• Calculated Equilibrium Potential for Potassium is -90 mV.

Neuron with membrane potential of -70 mV

Neuron with membrane potential of -90 mV

-

-

-

-

-

-70 mV

-90 mV

-

K+

K+

K+ will flow (leak) out of cell

Negative charges not enough to attract Positive K+to remain in the cell

No NET K+ movement

Negative charges attract Positive K+ to balance concentration gradient


Nerst equation1

Nerst Equation

  • Know that Na+ is found at higher concentrations outside of the cell  Concentration gradient dictates Na+ would flow into the cell

  • Calculated Equilibrium Potential for Na+ is +60 mV.

Neuron with membrane potential of -70 mV

Neuron with membrane potential of +60 mV

-

+

+

-

Na+

Na+

+

-70 mV

+60 mV

+

+

Na+ will leak into the cell

Negative charges not enough to repel Positive Na+to prevent movement into cell

No NET Na+ movement

Positive charges repel Positive Na+ to balance concentration gradient


Resting membrane potential ion permeability

Resting Membrane Potential & Ion Permeability

  • The relative permeability of these ions dictate how important its contribution to the resting membrane potential is

  • Ions that can move more easily through the membrane contribute greater to the RMP

  • RMP can be calculated using the Goldman Equation which takes into account the relative permeability of ions

  • Permeability can be increased by:

    1)opening gated protein channels for transport

    2) increasing the # of transport proteins


Gated channels

Gated Channels

Stretch

+

+

+ +

Channel Closed

Channel Open

Channel Closed

Channel Open

Channel Closed

Channel Open

Voltage Gated

- Respond to membrane potential changes

- Involved in initiation and conduction of electrical signals

Chemically Gated

- Respond to ligand binding (neurotransmitters, neuromodulators)

- “most important” for neurons (located in synapses)

Mechanically Gated

- Respond to physical forces

- Found in Sensory neurons


Changes in membrane potential

Changes in Membrane Potential

Repolarizationis any change in membrane potential which returns it to the Resting Membrane Potential


Graded action potentials

Graded & Action Potentials


Action potential

Action Potential

3

4

2

0

-55 mV

1

6

-70 mV

5


Action potential voltage gates

Action Potential-Voltage Gates

Na+

+

+

+

Activation Gate

Inactivation Gate

Sodium (Na+) Channel with Activation Gate (opens at -55 mV), and Inactivation Gate (voltage activated but time delayed)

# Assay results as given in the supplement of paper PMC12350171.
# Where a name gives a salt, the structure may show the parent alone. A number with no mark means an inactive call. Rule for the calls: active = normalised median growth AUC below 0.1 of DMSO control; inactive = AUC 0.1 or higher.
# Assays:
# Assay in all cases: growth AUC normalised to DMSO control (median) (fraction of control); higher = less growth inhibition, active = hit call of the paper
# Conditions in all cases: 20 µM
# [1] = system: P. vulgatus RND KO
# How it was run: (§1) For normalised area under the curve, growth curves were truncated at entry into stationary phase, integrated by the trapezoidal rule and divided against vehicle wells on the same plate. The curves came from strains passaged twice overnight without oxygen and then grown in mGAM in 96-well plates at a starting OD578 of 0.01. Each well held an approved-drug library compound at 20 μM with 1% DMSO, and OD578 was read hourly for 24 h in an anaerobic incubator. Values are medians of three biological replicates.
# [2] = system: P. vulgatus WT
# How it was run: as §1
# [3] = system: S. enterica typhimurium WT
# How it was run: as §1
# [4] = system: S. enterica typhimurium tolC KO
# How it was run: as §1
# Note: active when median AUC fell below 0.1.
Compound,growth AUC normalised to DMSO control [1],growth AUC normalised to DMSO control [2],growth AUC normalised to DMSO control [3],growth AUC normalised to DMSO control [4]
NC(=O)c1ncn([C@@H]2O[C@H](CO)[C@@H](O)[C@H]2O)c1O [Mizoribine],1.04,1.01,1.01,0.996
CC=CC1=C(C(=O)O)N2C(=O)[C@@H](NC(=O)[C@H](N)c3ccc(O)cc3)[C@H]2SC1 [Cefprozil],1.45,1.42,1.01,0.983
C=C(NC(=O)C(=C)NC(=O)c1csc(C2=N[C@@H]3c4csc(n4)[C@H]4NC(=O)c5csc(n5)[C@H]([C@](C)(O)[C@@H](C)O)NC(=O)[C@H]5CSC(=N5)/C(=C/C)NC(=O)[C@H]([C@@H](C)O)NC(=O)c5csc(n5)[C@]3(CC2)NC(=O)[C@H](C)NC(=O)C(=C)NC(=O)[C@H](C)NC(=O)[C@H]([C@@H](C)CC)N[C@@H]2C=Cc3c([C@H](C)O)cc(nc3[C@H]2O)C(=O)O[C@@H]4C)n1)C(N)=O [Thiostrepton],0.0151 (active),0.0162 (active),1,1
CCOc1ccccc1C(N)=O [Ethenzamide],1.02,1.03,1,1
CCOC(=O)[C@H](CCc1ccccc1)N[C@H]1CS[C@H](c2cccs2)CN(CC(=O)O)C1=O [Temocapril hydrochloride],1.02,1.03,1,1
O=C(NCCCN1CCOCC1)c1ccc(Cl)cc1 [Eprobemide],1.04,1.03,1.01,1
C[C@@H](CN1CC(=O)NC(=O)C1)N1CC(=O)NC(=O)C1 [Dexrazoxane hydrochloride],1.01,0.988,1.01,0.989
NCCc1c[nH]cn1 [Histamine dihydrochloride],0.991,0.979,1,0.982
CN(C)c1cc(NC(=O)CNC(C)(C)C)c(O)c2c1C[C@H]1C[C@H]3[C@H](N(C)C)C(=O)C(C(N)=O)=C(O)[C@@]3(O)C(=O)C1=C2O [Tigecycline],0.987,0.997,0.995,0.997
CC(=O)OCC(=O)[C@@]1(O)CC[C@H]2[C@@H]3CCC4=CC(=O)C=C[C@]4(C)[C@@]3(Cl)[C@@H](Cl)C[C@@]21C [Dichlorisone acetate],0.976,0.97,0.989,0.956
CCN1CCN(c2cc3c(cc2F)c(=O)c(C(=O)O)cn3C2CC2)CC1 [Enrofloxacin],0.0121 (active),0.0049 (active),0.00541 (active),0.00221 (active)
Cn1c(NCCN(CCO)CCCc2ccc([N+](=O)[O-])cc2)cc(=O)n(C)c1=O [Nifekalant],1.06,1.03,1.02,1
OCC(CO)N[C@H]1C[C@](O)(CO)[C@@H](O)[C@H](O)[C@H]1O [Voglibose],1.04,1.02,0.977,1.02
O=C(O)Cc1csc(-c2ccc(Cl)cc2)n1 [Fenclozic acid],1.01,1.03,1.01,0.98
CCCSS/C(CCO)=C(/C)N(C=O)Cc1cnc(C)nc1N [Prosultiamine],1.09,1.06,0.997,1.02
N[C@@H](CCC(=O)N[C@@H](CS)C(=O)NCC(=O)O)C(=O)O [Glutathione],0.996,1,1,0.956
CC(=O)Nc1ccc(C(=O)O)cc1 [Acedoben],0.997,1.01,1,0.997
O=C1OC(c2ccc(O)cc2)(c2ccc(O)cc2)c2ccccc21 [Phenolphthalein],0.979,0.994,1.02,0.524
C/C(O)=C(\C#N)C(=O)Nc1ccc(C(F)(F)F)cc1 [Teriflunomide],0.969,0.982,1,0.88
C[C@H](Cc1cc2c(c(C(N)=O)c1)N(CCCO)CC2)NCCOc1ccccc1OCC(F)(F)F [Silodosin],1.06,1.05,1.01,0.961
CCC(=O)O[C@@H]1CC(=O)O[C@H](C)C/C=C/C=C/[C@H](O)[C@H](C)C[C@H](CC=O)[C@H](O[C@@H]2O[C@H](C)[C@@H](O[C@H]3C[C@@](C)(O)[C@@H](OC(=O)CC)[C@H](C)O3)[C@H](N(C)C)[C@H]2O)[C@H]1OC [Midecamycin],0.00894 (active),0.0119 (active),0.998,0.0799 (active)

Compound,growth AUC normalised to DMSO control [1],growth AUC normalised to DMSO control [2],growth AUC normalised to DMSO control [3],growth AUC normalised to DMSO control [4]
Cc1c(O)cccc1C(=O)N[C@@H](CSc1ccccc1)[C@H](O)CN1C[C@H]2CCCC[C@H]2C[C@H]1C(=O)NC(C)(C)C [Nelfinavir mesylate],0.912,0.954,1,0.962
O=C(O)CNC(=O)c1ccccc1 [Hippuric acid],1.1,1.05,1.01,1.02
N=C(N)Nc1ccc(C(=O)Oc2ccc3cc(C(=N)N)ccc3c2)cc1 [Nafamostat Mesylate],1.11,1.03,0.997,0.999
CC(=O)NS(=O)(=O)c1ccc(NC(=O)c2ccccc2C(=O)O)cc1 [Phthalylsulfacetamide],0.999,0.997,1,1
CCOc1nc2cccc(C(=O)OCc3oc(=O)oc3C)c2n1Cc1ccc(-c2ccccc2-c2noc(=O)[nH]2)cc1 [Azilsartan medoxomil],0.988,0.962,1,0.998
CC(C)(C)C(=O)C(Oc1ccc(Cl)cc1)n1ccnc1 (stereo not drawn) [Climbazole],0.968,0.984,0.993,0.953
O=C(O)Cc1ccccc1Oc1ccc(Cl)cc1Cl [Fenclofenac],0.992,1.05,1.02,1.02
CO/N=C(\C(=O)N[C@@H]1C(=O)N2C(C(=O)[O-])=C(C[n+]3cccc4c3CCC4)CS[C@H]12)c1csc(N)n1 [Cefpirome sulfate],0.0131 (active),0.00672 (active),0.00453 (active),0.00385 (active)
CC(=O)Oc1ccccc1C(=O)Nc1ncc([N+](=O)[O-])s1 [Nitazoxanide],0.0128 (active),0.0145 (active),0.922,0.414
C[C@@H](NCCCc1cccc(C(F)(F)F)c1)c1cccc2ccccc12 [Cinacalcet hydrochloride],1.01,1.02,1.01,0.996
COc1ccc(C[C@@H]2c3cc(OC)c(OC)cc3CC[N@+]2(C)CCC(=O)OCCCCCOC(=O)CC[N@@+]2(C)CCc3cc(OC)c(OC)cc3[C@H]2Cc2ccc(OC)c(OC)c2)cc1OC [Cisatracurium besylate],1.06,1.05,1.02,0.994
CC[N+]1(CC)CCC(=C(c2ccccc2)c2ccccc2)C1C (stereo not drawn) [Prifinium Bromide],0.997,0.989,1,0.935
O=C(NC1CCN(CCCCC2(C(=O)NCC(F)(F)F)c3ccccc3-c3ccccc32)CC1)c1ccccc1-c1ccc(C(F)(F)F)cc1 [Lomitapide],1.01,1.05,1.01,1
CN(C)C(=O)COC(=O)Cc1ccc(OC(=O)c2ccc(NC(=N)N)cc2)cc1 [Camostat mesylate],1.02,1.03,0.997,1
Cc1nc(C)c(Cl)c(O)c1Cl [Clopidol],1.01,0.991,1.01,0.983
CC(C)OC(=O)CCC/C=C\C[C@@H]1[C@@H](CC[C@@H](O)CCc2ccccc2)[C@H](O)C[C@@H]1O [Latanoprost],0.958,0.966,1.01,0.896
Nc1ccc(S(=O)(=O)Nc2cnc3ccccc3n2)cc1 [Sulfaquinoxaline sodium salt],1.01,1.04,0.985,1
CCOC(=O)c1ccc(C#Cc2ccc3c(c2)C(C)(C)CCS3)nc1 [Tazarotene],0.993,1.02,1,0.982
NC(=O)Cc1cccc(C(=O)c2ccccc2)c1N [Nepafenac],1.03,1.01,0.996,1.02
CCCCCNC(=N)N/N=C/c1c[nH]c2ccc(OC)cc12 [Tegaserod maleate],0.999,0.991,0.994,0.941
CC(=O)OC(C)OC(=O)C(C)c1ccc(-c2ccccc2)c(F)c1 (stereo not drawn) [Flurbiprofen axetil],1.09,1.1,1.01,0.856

Action potential voltage gates1

Action Potential-Voltage Gates

+

+

K+

Potassium (K+) Channel with Voltage Gate which opens later than Na+ channels (fully open at +30 mV)


Action potential1

Action Potential

0

MP = Less than -55 mV

+

+

1

MP = -55 mV

+

+


Action potential2

Action Potential

Na+

2

+

MP = Between -55 mV and +30 mV

+

3 &4

+

+

MP = +30 mV to -70 mV

K+


Action potential3

Action Potential

ABSOLUTE REFRACTORY

5

+

MP = Less than -70 mV

+

K+

5.5

RELATIVE REFRACTORY

+

MP = Less than -70 mV

+

K+


Refractory periods

Refractory Periods

  • Set directionality of Signal  cannot activate membrane regions which have recently fired

Na+

+

+

+

Na+

Na+

Na+


Action potential4

Action Potential


Action potential5

Action Potential


Synapses

Synapses

  • Electrical Synapses Gap junctions connect 2 cellss allowing direct electrical signalling

    - CNS; between 2 neurons, or neuron and glial cell

    - Nervous system development and transmission in adult brain

Action Potential Depolarization wave

Action Potential Depolarization wave


Chemical synapse

Chemical Synapse

Synaptic Cleft

Presynaptic cell

Postsynaptic cell

Action Potential Depolarization wave

Ions

Neurotransmitter Receptors can either open ion channel directly, or cause another (long lasting) signal cascade  coupled to G proteins etc

AP causes Ca+2 entry  vesicles release neurotransmitter

Ca2+


Types of neurotransmitters

Types of Neurotransmitters


Types of neurotransmitters1

Types of Neurotransmitters


Peripheral nervous system

Peripheral Nervous System


Key concepts

CNS

Somatic neuron Always excitatory

ACh

Nicotinic ACh receptors

Muscle Cell


Key concepts

CNS

Parasympathetic 2 Neuron chain

Sympathetic 2 Neuron Chain

Swollen Terminals Varicosity; stores a lot of neurotransmitter

Ganglion

Target Cell

Target Cell


G proteins ion channels

G Proteins & Ion Channels

IONS

e.g. Nicotinic cholinergic receptors

1 molecule of neurotransmitter opens 1 ion channel


G proteins ion channels1

G Proteins & Ion Channels

e.g. Adrenergic receptors

1 molecule of neurotransmitter can have many effects

G Protein Coupled Receptor

G Protein Coupled Receptor

G Protein Trimer

Open Ion Channels

Activate other proteins

Increase cAMP levels


Adrenergic receptors

Adrenergic Receptors


Cholinergic receptors

Cholinergic Receptors


Muscles

Muscles

  • Tissues specialized to convert biochemical reactions into mechanical work

  • Generate force, motion, & heat

  • Skeletal attached to skeleton, responsible for movement; has striations

  • Smooth  internal organs; influences movement of materials through body  no striations

  • Cardiac  Heart muscles; pumps blood; has striations


Skeletal muscles

Skeletal Muscles

  • Attach to bones via tendons at 2 points;

    - Origin at “least” moveable part of body

    -Insertion at “most” moveable part of body

  • Flexor Muscles contraction brings bones closer together

  • Extensor Muscles  contractions moves bones away from another

  • Flexor & Extensor are antagonistic pairs


Muscle structure

Muscle Structure

Epimysium- outer connective tissue

Perimysium- contains Nerves & blood vessels surround fasicles

Fascicles- Bundles of individual Muscle Fiberseach wrapped in a connective tissue sheath (Endomysium)


Muscle fibres

Muscle Fibres

  • Muscle Fibers = Muscle Cells